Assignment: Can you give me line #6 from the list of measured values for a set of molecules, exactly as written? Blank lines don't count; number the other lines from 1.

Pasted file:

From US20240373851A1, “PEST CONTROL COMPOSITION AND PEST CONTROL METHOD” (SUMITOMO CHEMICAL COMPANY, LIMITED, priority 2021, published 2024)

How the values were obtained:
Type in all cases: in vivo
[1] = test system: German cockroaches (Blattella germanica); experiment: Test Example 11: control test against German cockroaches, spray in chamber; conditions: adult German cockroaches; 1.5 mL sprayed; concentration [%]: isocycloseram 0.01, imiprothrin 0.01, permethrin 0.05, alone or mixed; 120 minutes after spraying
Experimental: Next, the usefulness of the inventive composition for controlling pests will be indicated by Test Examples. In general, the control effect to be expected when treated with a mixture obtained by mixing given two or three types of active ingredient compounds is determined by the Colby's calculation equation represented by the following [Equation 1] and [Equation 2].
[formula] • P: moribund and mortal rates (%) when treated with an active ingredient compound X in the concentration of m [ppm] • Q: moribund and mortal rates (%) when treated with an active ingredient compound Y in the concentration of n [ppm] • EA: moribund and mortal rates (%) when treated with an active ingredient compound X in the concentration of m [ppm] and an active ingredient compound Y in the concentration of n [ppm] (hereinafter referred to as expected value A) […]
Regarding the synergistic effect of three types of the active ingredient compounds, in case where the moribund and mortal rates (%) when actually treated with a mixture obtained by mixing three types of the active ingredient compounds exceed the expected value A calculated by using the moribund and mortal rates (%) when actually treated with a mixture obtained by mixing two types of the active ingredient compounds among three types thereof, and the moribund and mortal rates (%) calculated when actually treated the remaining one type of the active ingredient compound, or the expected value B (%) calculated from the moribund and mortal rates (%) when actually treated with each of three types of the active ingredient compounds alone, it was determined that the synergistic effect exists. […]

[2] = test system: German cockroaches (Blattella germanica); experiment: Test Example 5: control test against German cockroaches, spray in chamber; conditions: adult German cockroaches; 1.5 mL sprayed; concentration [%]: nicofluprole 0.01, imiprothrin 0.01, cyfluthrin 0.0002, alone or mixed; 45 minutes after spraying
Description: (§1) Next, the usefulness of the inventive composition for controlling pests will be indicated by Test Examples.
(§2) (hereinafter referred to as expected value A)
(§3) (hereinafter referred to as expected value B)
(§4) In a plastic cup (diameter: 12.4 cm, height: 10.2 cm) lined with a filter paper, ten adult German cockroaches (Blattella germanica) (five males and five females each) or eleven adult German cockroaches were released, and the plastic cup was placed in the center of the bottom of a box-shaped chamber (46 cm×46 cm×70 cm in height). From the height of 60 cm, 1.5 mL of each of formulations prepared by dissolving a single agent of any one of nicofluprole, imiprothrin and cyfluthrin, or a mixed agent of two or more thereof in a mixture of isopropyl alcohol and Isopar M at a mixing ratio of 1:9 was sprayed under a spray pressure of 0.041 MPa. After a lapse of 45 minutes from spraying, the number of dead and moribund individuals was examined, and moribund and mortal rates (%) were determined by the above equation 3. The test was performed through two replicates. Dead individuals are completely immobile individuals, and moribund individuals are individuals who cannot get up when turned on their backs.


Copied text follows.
[formula] • P: moribund and mortal rates (%) when treated with an active ingredient compound X in the concentration of m [ppm] • Q: moribund and mortal rates (%) when treated with an active ingredient compound Y in the concentration of n [ppm] • EA: moribund and mortal rates (%) when treated with an active ingredient compound X in the concentration of m [ppm] and an active ingredient compound Y in the concentration of n [ppm] (hereinafter referred to as expected value A) […]